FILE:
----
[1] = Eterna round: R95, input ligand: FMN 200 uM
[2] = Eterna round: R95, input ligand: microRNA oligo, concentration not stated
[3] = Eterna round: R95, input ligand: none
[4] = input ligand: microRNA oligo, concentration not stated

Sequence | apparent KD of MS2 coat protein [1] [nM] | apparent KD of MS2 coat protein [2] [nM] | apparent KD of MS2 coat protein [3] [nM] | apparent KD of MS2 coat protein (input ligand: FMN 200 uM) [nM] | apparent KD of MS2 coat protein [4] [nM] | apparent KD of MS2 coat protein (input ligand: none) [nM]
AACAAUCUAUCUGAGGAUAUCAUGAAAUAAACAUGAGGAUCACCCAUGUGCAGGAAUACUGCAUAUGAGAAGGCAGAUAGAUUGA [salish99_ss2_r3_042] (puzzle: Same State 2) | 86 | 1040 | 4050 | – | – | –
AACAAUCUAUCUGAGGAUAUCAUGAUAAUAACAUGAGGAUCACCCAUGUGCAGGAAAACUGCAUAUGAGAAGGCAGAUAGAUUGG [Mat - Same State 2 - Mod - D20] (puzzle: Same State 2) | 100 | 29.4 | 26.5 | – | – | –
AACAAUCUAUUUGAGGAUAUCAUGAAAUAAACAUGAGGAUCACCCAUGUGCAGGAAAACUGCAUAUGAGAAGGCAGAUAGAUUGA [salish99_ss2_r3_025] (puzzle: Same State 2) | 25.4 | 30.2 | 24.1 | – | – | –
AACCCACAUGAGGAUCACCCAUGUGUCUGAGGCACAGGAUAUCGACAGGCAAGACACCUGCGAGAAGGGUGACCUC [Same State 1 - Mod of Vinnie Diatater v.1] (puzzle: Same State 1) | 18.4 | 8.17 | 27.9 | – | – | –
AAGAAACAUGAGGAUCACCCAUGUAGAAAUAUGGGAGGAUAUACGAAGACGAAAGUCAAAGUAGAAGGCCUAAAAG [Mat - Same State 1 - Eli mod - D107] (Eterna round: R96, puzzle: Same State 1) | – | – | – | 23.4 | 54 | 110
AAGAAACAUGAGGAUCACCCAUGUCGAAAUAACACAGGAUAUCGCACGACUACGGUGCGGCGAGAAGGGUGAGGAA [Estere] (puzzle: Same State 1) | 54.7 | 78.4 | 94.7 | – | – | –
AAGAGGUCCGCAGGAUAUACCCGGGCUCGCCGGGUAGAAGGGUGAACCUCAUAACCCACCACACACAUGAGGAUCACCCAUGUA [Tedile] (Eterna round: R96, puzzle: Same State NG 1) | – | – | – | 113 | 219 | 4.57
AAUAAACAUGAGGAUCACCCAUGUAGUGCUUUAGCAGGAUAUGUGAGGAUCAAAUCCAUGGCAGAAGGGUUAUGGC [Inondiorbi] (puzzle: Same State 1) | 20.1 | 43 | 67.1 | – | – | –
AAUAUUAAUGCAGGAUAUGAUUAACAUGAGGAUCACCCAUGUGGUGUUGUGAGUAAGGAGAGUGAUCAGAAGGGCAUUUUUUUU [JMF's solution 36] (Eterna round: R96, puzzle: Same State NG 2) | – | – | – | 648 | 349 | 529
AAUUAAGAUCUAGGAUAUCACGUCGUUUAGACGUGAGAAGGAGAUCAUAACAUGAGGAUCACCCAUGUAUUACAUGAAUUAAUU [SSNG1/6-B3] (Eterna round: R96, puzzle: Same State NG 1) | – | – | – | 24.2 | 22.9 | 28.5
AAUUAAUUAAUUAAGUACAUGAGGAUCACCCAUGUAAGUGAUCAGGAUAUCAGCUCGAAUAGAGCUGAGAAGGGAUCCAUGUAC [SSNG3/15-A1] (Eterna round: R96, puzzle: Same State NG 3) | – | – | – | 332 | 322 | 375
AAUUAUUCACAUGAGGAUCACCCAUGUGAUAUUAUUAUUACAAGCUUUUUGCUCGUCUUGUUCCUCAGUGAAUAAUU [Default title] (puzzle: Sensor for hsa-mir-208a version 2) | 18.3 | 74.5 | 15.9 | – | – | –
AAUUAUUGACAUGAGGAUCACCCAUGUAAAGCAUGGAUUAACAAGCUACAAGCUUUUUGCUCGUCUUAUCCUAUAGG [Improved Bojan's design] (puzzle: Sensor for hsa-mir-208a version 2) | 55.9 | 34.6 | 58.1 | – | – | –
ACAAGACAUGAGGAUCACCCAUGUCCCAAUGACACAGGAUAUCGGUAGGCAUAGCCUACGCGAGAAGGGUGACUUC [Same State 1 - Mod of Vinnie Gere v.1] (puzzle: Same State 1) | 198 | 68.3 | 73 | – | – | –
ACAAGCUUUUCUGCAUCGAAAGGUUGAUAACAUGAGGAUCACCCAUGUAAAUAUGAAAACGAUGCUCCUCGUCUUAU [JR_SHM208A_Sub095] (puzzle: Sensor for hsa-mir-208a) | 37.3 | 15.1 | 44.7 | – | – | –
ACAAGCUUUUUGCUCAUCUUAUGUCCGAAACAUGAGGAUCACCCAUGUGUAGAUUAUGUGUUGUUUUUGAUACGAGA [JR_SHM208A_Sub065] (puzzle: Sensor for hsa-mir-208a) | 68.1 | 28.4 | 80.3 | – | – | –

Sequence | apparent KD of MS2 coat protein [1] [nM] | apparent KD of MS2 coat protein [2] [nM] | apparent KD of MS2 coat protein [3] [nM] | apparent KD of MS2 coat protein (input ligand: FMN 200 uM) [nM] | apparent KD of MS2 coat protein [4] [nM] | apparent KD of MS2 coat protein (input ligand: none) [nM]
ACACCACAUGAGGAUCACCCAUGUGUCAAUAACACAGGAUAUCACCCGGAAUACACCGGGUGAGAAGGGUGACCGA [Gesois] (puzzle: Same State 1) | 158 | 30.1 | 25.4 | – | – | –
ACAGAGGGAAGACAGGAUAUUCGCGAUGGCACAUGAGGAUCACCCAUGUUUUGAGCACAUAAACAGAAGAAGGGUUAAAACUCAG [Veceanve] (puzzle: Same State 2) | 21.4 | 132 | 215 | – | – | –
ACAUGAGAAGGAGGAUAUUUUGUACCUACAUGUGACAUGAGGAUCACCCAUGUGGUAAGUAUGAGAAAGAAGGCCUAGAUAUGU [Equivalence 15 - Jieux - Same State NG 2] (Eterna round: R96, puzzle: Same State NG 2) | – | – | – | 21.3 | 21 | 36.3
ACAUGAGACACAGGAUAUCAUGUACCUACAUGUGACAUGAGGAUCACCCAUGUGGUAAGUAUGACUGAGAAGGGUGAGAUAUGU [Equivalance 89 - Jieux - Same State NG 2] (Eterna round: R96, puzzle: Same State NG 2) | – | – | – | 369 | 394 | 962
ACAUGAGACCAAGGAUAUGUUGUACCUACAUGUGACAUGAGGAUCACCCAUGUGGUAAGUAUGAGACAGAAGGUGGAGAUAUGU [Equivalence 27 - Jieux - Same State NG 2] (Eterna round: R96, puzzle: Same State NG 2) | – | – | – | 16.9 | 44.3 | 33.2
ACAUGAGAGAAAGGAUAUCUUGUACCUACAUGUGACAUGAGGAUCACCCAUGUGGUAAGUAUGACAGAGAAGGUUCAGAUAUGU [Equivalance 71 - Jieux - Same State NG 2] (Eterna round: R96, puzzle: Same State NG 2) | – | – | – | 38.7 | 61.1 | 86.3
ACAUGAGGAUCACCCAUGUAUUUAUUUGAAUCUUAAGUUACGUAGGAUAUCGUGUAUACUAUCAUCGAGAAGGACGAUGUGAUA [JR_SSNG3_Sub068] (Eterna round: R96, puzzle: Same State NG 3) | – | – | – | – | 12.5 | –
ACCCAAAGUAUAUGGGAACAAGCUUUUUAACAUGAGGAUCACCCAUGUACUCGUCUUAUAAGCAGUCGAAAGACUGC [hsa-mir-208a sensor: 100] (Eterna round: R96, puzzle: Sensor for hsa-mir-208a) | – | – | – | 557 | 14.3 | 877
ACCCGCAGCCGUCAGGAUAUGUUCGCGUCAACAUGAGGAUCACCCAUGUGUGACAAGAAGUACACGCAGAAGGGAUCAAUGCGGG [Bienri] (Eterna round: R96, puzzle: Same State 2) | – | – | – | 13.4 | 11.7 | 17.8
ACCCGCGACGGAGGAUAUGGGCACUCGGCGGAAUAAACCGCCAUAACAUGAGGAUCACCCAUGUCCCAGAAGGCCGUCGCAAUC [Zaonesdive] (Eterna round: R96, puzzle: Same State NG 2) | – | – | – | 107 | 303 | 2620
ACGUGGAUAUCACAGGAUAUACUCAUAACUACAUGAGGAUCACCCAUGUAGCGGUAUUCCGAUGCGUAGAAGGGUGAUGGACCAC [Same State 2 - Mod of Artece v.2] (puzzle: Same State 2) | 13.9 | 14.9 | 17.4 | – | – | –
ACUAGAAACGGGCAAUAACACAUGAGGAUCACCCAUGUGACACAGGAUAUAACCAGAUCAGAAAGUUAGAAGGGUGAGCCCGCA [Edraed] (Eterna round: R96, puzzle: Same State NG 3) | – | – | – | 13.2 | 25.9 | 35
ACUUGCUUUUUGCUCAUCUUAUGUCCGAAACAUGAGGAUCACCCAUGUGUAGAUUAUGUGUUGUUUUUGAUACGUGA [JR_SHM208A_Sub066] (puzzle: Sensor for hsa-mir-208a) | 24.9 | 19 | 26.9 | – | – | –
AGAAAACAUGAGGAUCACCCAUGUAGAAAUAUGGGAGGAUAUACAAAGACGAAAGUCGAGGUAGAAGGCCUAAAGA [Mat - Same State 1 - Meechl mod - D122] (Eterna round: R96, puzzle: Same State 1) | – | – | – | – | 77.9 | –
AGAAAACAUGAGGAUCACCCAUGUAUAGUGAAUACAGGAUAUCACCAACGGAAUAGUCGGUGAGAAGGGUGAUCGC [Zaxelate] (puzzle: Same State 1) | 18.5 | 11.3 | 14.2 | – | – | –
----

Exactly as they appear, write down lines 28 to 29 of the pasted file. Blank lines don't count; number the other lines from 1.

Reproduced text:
ACAUGAGAGAAAGGAUAUCUUGUACCUACAUGUGACAUGAGGAUCACCCAUGUGGUAAGUAUGACAGAGAAGGUUCAGAUAUGU [Equivalance 71 - Jieux - Same State NG 2] (Eterna round: R96, puzzle: Same State NG 2) | – | – | – | 38.7 | 61.1 | 86.3
ACAUGAGGAUCACCCAUGUAUUUAUUUGAAUCUUAAGUUACGUAGGAUAUCGUGUAUACUAUCAUCGAGAAGGACGAUGUGAUA [JR_SSNG3_Sub068] (Eterna round: R96, puzzle: Same State NG 3) | – | – | – | – | 12.5 | –